My questioners in Los Angeles should also understand that most of North Korea’s threatening language is presented in if/then sentences. As in, if Washington tries to remove Kim, North Korea will strike the U.S. heartland — a vow made last week. Reducing the U.S. “to ashes” or bringing “doom” usually comes with these qualifiers.
Beyond the rhetoric, limited clashes have happened before along the border, on land and at sea. The possibility of escalating upwards toward a full-blown conflict has always existed, but the difference now is that the end of the chain could include a missile attack on the U.S. homeland. In an emergency, the risk is that Washington would act more quickly to pre-empt such a scenario. In turn, if North Korea’s leaders think a limited skirmish is escalating towards war or an attempt at regime change, they might think they are in a “use it or lose it” situation. We don’t know yet if North Korea’s missiles and nuclear weapons make limited clashes or broader brinksmanship more or less likely.
Another concern is the specter of a catastrophic technical or human error as tensions rise. On Sept. 26, 1983, the Soviet Union’s early warning system registered the launch of several American Minuteman intercontinental ballistic missiles. Duty Officer Stanislav Yevgrafovich Petrov, with much trepidation, dismissed them as a false alarm. Had he followed standing orders to report them to the Soviet leadership, a retaliatory strike would have been almost certain. A similar technical error today, but with North Korean soldiers less likely to think outside the box, could end differently.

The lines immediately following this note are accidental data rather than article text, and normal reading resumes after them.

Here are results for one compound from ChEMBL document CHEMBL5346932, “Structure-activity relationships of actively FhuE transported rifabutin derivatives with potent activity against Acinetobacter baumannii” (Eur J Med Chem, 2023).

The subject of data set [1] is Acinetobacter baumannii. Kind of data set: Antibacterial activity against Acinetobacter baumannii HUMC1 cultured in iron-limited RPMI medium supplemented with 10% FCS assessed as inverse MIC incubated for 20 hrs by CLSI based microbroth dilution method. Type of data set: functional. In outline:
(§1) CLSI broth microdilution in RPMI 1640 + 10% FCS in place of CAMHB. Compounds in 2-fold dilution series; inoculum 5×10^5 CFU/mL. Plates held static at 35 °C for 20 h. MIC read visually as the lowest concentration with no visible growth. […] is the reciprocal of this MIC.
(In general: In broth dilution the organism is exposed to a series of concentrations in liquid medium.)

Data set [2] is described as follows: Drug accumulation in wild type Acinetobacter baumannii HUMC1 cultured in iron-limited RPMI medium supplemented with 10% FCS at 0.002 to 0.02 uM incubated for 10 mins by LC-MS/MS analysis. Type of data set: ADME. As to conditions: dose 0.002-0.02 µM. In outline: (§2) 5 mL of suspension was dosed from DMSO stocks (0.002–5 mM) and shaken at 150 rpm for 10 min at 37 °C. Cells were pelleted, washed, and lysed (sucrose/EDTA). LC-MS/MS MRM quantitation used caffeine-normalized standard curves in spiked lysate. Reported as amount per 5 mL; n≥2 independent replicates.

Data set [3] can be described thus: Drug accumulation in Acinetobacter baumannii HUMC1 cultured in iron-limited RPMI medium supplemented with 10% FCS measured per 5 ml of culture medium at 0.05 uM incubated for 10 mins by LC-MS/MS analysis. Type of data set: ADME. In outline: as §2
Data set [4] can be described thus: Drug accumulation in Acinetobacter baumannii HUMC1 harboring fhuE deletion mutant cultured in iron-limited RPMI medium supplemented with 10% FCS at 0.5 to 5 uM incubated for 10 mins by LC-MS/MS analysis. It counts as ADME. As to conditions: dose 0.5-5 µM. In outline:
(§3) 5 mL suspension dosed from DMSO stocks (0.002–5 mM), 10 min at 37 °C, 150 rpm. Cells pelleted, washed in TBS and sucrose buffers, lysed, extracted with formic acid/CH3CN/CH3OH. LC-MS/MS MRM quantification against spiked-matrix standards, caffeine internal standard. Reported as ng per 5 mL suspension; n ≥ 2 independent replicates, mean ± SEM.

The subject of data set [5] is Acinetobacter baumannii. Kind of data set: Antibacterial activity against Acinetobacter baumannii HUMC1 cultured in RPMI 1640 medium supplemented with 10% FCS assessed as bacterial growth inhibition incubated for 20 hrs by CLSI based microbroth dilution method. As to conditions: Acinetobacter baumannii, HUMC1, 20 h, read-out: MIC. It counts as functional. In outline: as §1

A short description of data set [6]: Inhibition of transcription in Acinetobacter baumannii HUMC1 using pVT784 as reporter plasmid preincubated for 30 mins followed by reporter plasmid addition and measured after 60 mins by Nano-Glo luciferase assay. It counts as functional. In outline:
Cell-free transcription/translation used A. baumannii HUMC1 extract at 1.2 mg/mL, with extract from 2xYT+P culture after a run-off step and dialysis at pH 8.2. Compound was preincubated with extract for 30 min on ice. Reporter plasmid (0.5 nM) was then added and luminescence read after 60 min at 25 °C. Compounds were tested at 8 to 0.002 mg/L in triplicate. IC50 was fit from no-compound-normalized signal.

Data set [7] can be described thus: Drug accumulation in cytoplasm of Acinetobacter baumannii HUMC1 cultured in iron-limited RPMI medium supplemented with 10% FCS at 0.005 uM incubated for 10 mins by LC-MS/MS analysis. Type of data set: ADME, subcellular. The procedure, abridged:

The good news is that after 64 years both sides of the conflict have grown adept at avoiding all-out war. And Washington does have other options to avoid going down that ugly road. Part of this is maintaining appropriate forces in the region, but part of it is also discipline and clarity in communicating that defense posture to Pyongyang and U.S. allies South Korea and Japan. Beyond that, the Trump administration must also maintain positive economic and political relations with those allies.
Inevitably, all responses carry some risks. If Washington imposes more secondary sanctions to slow the pace of Pyongyang’s weapons development, it risks friction with Beijing if Chinese businesses and banks come under scrutiny for possible ties to North Korea’s military supply chains. A freeze-for-freeze deal, wherein North Korea stops working on its missiles and nuclear devices in return for U.S. concessions on military exercises, would carry both political and strategic risks. The U.S. can try to induce long-term behavior changes in North Korea by supporting the positive economic and social changes taking place there. This, however, means promoting exchanges and connections with North Koreans — difficult to balance with sanctions.
There will be no quick solution to any of this. But for now, at least, Californians shouldn’t fear that a North Korean missile is about to hit their shores.
Andray Abrahamian is an honorary fellow at Macquarie University in Sydney and has worked with Choson Exchange, a nonprofit organization that trains North Koreans in economic policy and entrepreneurship.